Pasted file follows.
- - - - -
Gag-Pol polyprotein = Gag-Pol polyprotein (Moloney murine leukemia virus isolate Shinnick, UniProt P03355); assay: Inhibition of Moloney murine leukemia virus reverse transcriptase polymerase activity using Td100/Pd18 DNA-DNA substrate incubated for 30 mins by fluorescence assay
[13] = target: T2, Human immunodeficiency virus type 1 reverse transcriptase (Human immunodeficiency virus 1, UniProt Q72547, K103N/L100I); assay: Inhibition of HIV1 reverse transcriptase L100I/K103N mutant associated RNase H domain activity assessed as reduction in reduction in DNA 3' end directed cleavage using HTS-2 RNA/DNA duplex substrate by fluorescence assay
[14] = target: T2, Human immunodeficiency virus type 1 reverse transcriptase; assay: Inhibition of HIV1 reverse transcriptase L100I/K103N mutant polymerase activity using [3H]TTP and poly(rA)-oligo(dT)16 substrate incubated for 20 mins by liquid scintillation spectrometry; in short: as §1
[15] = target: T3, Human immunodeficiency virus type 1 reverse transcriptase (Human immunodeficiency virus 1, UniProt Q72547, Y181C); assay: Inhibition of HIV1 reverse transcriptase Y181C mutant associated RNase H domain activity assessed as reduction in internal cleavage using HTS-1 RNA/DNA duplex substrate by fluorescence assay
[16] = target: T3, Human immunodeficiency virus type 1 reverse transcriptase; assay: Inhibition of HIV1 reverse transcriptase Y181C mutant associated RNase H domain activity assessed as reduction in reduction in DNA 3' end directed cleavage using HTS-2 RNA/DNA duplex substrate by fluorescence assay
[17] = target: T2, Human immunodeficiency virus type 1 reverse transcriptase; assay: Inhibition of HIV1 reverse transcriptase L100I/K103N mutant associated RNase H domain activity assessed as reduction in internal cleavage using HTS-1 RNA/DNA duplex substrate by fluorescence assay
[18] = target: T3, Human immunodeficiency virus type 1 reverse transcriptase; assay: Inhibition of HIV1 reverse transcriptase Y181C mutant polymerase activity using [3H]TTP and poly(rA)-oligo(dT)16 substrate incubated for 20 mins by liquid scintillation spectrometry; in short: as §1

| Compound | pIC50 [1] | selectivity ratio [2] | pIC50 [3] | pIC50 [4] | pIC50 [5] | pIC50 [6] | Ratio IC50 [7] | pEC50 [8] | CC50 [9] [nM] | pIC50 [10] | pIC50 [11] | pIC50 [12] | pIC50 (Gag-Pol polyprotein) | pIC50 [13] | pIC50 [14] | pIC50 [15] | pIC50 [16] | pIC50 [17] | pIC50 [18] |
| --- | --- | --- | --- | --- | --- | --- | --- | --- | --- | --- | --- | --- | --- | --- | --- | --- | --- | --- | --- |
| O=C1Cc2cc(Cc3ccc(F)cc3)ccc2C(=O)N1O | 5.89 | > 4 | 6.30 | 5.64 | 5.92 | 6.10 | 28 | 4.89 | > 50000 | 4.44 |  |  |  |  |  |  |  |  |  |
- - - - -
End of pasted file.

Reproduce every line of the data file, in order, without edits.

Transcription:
Gag-Pol polyprotein = Gag-Pol polyprotein (Moloney murine leukemia virus isolate Shinnick, UniProt P03355); assay: Inhibition of Moloney murine leukemia virus reverse transcriptase polymerase activity using Td100/Pd18 DNA-DNA substrate incubated for 30 mins by fluorescence assay
[13] = target: T2, Human immunodeficiency virus type 1 reverse transcriptase (Human immunodeficiency virus 1, UniProt Q72547, K103N/L100I); assay: Inhibition of HIV1 reverse transcriptase L100I/K103N mutant associated RNase H domain activity assessed as reduction in reduction in DNA 3' end directed cleavage using HTS-2 RNA/DNA duplex substrate by fluorescence assay
[14] = target: T2, Human immunodeficiency virus type 1 reverse transcriptase; assay: Inhibition of HIV1 reverse transcriptase L100I/K103N mutant polymerase activity using [3H]TTP and poly(rA)-oligo(dT)16 substrate incubated for 20 mins by liquid scintillation spectrometry; in short: as §1
[15] = target: T3, Human immunodeficiency virus type 1 reverse transcriptase (Human immunodeficiency virus 1, UniProt Q72547, Y181C); assay: Inhibition of HIV1 reverse transcriptase Y181C mutant associated RNase H domain activity assessed as reduction in internal cleavage using HTS-1 RNA/DNA duplex substrate by fluorescence assay
[16] = target: T3, Human immunodeficiency virus type 1 reverse transcriptase; assay: Inhibition of HIV1 reverse transcriptase Y181C mutant associated RNase H domain activity assessed as reduction in reduction in DNA 3' end directed cleavage using HTS-2 RNA/DNA duplex substrate by fluorescence assay
[17] = target: T2, Human immunodeficiency virus type 1 reverse transcriptase; assay: Inhibition of HIV1 reverse transcriptase L100I/K103N mutant associated RNase H domain activity assessed as reduction in internal cleavage using HTS-1 RNA/DNA duplex substrate by fluorescence assay
[18] = target: T3, Human immunodeficiency virus type 1 reverse transcriptase; assay: Inhibition of HIV1 reverse transcriptase Y181C mutant polymerase activity using [3H]TTP and poly(rA)-oligo(dT)16 substrate incubated for 20 mins by liquid scintillation spectrometry; in short: as §1

| Compound | pIC50 [1] | selectivity ratio [2] | pIC50 [3] | pIC50 [4] | pIC50 [5] | pIC50 [6] | Ratio IC50 [7] | pEC50 [8] | CC50 [9] [nM] | pIC50 [10] | pIC50 [11] | pIC50 [12] | pIC50 (Gag-Pol polyprotein) | pIC50 [13] | pIC50 [14] | pIC50 [15] | pIC50 [16] | pIC50 [17] | pIC50 [18] |
| --- | --- | --- | --- | --- | --- | --- | --- | --- | --- | --- | --- | --- | --- | --- | --- | --- | --- | --- | --- |
| O=C1Cc2cc(Cc3ccc(F)cc3)ccc2C(=O)N1O | 5.89 | > 4 | 6.30 | 5.64 | 5.92 | 6.10 | 28 | 4.89 | > 50000 | 4.44 |  |  |  |  |  |  |  |  |  |